The syndicated loan market has played a key role in satisfying demand. Traditionally dominated by commodity and energy companies, it had already expanded by mid-2007. As the credit crunch reduced the availability of capital markets funding in Russia, the syndicated loan market showed itself to be a willing substitute. Pricing had grown tight in the first half of 2007, leaving liquidity in the corporate loan market increasingly dependant on a small number of top-level arrangers, who were now increasingly conscious of their own capital restraints. With such lenders requiring increased returns, and an overall increase in demand, pricing widened. Demand nonetheless continued to increase and by the end of the year there was estimated to be a US$35bn pipeline of loans ready for syndication in the first quarter of 2008.

While the loan market has provided one alternative financing source for Russia’s banks, Russia’s domestic bonds market has also proved to be a fruitful source for financial institutions. Domestic Russian bond issuance fell in the third quarter of 2007, but on a longer-term view the Rbs70bn issued was not an especially low figure, and in the fourth quarter domestic issuance rebounded to over Rbs110bn, almost 75% of which was issued by financial institutions. The absence of other industry sectors suggests smaller issuers were pulling back from a tight market, but also emphasises the importance of domestic bonds to Russian banks. Despite the credit crunch, a strong rouble and a burgeoning local investor base made this market a key prop for the sector. 2008 has seen corporates return to the domestic market following TGK-10’s Rbs5bn issue in February 2008, and distribution is there at the right price. Outstanding rouble bonds, according to Dresdner Kleinwort estimates, now almost equal outstanding Eurobonds, and are widely expected to overtake them in 2008. The appreciation of the rouble has contributed to this trend.

Going forward, both domestic bonds and the syndicated loan market are likely to play significant roles in satisfying the funding needs of Russian corporates and banks. The international capital markets, however, should not be written off.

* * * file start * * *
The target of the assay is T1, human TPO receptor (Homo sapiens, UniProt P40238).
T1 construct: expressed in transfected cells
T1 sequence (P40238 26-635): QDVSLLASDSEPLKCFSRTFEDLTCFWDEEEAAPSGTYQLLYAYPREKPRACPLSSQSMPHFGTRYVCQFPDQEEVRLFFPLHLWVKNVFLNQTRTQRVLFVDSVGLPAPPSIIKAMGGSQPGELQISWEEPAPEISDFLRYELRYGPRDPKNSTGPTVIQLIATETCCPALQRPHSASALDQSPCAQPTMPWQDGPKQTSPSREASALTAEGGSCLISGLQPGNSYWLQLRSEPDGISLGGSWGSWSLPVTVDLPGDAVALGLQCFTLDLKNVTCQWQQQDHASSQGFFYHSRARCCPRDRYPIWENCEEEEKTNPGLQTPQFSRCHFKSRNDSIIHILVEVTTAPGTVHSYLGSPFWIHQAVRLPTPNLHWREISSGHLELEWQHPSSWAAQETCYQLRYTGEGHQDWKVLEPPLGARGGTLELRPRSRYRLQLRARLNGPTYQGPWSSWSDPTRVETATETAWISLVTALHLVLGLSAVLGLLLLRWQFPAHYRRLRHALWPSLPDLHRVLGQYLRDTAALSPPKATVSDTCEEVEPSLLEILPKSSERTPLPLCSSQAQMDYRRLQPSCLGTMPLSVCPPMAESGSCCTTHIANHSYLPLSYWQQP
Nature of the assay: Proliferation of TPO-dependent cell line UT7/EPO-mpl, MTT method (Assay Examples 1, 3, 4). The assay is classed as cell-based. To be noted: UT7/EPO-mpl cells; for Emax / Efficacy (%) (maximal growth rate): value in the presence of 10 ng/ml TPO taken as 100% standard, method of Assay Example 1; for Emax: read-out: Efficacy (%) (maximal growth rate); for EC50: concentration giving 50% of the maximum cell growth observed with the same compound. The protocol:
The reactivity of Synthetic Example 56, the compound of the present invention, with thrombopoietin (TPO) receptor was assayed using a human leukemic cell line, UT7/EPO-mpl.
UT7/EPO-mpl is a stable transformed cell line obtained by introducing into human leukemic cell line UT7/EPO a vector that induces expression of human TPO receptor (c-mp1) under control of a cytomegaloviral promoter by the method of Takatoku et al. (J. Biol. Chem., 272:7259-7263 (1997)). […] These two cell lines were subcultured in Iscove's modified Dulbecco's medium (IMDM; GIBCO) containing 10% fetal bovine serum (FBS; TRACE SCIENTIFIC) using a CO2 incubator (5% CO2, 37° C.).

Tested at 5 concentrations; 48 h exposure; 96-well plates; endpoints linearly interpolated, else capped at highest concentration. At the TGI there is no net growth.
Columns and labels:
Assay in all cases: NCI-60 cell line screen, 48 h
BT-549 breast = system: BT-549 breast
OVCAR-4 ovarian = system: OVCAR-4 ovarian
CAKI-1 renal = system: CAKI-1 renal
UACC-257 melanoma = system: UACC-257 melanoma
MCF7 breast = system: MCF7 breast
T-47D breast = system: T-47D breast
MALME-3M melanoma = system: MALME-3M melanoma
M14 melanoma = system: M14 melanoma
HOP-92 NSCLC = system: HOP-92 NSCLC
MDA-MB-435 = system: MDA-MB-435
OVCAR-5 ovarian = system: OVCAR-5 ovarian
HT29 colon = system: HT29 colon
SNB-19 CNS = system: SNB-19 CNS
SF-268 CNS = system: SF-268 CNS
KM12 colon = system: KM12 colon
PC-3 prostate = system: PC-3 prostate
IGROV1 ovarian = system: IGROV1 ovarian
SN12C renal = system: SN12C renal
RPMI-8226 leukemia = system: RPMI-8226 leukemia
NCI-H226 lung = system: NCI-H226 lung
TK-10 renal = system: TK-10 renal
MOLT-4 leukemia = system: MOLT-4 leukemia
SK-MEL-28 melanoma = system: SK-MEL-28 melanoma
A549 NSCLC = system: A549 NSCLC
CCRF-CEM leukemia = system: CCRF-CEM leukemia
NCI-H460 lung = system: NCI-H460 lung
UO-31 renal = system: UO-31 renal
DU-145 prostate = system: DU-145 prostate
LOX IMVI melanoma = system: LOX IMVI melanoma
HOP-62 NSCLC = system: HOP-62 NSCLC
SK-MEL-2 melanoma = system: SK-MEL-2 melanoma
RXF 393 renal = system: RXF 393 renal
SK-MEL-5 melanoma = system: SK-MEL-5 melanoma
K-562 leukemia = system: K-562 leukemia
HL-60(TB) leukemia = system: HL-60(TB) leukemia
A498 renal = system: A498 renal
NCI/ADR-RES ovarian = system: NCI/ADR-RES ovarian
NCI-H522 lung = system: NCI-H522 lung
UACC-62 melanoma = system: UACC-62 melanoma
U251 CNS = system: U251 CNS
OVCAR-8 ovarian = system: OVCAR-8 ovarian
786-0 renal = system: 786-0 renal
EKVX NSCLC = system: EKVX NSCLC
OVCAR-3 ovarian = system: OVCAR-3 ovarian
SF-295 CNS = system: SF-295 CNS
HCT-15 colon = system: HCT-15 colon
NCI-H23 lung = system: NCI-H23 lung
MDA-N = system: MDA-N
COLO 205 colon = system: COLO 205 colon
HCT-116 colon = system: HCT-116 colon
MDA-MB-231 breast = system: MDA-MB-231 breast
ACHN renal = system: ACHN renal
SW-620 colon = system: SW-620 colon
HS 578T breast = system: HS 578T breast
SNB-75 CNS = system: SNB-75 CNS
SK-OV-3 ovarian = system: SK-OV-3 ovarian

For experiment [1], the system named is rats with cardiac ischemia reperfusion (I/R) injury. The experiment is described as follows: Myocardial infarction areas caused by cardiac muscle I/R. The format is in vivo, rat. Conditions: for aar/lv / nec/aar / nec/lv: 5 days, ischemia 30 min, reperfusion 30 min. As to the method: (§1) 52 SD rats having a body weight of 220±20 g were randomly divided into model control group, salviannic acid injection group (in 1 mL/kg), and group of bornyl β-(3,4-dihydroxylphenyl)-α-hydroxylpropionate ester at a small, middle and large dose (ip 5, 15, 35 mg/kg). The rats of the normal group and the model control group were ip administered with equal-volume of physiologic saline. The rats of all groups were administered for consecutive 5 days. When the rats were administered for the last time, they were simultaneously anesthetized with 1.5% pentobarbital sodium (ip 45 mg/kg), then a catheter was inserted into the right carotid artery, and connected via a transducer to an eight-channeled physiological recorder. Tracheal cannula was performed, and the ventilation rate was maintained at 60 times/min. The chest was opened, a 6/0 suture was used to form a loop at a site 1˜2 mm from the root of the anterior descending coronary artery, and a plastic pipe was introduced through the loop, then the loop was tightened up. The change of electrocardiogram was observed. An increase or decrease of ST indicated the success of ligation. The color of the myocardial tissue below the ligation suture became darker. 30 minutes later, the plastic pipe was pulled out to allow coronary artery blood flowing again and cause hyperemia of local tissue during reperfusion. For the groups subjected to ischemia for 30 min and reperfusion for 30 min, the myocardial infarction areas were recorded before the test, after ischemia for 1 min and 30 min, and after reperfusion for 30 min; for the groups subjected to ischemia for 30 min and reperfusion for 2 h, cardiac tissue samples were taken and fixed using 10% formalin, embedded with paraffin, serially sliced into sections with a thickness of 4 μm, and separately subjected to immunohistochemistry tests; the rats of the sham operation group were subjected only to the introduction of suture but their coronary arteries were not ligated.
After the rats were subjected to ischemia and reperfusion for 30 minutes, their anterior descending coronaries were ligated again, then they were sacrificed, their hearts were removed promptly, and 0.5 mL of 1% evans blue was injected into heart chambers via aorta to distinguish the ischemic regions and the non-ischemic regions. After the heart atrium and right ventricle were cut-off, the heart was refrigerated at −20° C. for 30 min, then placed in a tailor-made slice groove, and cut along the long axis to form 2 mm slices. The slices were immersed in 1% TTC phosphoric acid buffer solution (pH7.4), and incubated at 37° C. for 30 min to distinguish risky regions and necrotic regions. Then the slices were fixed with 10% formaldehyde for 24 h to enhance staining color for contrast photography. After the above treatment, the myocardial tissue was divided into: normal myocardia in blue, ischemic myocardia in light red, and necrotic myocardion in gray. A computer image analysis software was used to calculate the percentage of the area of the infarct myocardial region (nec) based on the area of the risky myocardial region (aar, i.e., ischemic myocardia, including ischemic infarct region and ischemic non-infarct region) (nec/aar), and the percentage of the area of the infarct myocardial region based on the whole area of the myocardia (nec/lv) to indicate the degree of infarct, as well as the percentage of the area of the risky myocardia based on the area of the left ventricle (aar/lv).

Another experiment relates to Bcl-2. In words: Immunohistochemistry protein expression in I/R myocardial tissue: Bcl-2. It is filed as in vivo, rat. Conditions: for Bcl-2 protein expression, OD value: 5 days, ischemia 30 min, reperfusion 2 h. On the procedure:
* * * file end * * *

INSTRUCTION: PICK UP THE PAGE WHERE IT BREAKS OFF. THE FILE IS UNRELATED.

So far 2008 has been quiet for Eurobonds – Bank of Moscow’s SFr50m tap of its existing March 2011 LPNs was the only public deal up to March. But a large number of larger corporates and banks intend to re-enter the market in the second and third quarters.

International buyers can also be found for securitisations. Eurocommerz recently closed a Rbs8bn private deal which was the first Russian securitisation of factoring receivables, a deal noteworthy for its distribution method, with Deutsche Bank selling it on in various formats (including CDS, total return swaps and a sub-participation trade) to a traditional emerging market investor base. Private placements also offer an alternative strategy for vanilla Eurobonds, including those issued by mid-rated issuers. Even in late 2007, for example, Sudostroitelny Bank was able to place US$50m 10-year LPNs (with a 12% coupon).

As outstanding bonds mature, issuers will need to tap all available sources of funding. Disclosure must be up-to-date and for most issuers, this means updating their offering documentation to reflect their 2007 IFRS financial statements and keeping investors updated. Issuers should also consider borrowing backed by receivables and convertible bonds. Diversity of funding sources may help issuers to flatten maturity spikes. Widening the distribution base (to include private banks and the Middle East where liquidity is high) is also beneficial. Market openings may well be brief in the near future, and those issuers who are ready to enter the market at short notice look set to seize the day. As the saying goes: he who knows the road doesn't stumble.